UPDATE – West Mullan Fire Over 4,000 Acres – Evacuation Center Opened [AUDIO]
UPDATE – 8:00 a. m. Friday, July 19.
The Mineral County Sheriff’s Department has evacuated over 100 homes near the West Mullan Fire. The American Red Cross has opened an emergency evacuation center at the Superior Elementary School. Strong winds have pushed the fire to over 4,000 acres. The fire was discovered last Sunday, and the cause is still under investigation.
UPDATE – 2:00 a.m. Thursday, July 18, the following report is from the Inciweb.org, released at about 9:00 p.m. Wednesday.
The West Mullan fire remained active overnight. Crews were able to make additional progress on suppression activities above the residential areas north of West Mullan Road. The suppression line along Pardee Creek on the west side was strengthened with some burnout operations between the line and the fire. Several small spot fires occurred on the south side with upslope spread of the fire. Spotting is also detected on the east flank toward the Flat Creek drainage. These spots are up high on the mountain. Today, firefighters will continue line construction above Pardee Creek to tie in with an existing road. Crews will look for opportunities to construct line and attack the fire directly on East flank. An existing road on the northeast side will be prepared to serve as a contingency line. On the south side of the fire above residences, mopup of hot spots in the burned area will take place. Local fire departments are providing structure protection.
Residences north of Clark Fork River in Superior are under mandatory evacuation. West Mullan and East Mullan Road from Sunflower Lane to Big Eddy and side roads in between, are now under mandatory evacuation. Flat Creek Road is also under this evacuation order.
Pat McKelvey, Fire Information Officer
Montana Fish, Wildlife and Parks has closed a five-mile section of the Clark Fork River near Superior so that water can be safely drawn from the river by helicopters fighting the West Mullan fire.
Regional Fisheries Manager Pat Saffel said Tuesday that the closure will mainly affect recreation on the river.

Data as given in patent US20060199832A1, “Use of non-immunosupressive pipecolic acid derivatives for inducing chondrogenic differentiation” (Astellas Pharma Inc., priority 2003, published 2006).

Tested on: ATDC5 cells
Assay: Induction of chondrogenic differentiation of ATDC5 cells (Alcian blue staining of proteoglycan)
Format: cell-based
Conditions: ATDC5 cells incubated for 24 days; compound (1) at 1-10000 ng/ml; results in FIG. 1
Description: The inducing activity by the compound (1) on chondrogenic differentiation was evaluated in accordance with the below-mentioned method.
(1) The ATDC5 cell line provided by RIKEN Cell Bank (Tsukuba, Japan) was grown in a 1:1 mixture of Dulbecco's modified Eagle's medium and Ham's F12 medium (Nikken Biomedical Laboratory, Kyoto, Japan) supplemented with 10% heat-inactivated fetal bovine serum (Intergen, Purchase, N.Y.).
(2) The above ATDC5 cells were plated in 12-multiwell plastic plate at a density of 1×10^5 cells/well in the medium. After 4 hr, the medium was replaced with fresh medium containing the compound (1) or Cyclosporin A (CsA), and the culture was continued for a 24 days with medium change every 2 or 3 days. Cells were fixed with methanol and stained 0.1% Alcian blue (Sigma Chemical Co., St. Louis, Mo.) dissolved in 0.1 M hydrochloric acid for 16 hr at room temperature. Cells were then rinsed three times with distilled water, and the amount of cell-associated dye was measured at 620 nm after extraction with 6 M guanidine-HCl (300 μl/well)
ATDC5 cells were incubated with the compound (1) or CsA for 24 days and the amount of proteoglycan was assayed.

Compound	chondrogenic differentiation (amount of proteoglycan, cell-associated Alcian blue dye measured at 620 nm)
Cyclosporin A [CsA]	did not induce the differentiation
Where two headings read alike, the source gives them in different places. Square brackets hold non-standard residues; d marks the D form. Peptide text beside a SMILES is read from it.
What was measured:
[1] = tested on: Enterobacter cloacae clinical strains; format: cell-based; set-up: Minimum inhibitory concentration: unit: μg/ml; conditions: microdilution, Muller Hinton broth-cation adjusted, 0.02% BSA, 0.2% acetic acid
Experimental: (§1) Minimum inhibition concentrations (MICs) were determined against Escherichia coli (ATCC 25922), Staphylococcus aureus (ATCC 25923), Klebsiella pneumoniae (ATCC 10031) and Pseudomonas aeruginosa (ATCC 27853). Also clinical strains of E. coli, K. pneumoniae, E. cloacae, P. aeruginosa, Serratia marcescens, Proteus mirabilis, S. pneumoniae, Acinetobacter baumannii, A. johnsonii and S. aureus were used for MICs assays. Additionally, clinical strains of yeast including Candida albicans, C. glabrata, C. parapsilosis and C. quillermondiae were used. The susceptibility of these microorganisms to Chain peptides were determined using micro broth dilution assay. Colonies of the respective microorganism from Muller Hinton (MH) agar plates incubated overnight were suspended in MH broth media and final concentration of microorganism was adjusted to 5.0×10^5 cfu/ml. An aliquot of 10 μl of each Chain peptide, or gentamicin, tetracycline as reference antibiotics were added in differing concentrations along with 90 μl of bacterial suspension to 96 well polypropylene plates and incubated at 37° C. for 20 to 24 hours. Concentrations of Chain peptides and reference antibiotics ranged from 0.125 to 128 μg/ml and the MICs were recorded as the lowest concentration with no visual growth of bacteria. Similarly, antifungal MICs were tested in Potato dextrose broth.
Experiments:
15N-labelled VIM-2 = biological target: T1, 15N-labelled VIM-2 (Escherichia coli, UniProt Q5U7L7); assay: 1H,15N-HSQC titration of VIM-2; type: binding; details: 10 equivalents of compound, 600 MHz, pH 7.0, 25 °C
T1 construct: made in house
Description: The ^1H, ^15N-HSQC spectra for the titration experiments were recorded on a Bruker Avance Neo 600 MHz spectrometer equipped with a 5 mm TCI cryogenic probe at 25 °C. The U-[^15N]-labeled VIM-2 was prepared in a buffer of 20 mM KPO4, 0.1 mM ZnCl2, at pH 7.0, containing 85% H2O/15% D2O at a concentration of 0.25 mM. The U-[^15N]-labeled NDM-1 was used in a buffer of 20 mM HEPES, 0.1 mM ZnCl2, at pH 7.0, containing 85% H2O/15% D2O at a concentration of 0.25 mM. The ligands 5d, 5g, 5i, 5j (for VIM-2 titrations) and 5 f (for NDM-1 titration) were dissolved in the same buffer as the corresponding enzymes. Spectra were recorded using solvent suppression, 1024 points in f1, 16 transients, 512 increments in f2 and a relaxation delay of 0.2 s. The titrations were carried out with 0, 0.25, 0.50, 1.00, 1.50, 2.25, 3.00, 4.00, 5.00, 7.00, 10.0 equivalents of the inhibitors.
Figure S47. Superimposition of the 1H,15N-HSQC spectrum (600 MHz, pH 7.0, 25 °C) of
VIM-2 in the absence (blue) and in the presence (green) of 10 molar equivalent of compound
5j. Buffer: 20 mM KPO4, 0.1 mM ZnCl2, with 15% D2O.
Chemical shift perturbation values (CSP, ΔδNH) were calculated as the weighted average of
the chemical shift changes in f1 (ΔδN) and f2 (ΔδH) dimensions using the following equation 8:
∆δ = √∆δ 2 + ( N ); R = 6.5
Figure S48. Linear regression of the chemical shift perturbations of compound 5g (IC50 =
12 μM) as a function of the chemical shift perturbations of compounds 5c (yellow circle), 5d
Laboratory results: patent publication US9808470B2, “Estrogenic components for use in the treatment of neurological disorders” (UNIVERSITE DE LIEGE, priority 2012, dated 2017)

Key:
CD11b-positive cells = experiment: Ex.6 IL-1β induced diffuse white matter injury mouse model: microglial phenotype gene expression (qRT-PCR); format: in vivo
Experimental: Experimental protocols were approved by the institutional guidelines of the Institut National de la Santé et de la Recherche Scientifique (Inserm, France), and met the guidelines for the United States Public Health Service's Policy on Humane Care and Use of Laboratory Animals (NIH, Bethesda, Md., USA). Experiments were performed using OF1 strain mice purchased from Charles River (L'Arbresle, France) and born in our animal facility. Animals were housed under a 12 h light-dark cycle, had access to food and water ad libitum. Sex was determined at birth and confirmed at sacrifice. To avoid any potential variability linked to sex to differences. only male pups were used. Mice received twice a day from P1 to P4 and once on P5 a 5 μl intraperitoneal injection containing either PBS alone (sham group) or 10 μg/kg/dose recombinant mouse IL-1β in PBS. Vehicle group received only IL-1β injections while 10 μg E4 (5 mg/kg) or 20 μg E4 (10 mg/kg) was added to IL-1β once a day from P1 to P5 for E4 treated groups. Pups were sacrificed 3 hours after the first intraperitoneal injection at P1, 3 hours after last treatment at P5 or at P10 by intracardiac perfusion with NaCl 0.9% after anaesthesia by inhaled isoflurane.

“Mainly, it’s affecting recreationists on the river,” Saffel said. “Helicopters will be using that five-mile stretch to dip water out of the river, from the Big Eddy fishing access site to the Dry Creek access site.We need to allow the firefighters access in order to do their work without worrying about injuring other folks, so we’re asking people to stay off that portion of the river.”
Saffel said he has no idea how long the closure will remain in effect, since an early Tuesday morning report from fire information officer Pat McKelvey said the fire was zero percent contained.
“I don’t think they have a good handle on how long it’s going to take to suppress the fire, so we’re going to have the closure on for as long as fire activities continue,” Saffel said. “It’s indefinite at this point.”
Regional Fisheries Manager Pat Saffel
The firefighting effort took to the sky on Tuesday, as an early morning inversion dissipated, allowing helicopters and slurry bombers to make their runs on the fire. Fire Information Officer Pat McKelvey said the ‘air show’ started a little earlier than usual.
“We’ve got our helicopter and air show starting a little early this morning,” McKelvey said. “We’ve actually running retardant along with the helicopters on the ridge right above Flat Creek, which is directly north of the town of Superior.”
McKelvey echoed FWP’s Pat Saffel regarding the safety aspect of closing a portion of the Clark River.
“It was a safety concern,” McKelvey said. “All those transportation corridors that run right through this narrow part of the canyon here, the Interstate highway, the Clark Fork River, and West Mullan Road. People were stopping to see the helicopters, including floating down the river and taking a look at it, and we just can’t have floaters and helicopters dipping water mixing together.”
The cause of the West Mullan Fire is still being investigated.
West Mullan Fire Information Officer Pat McKelvey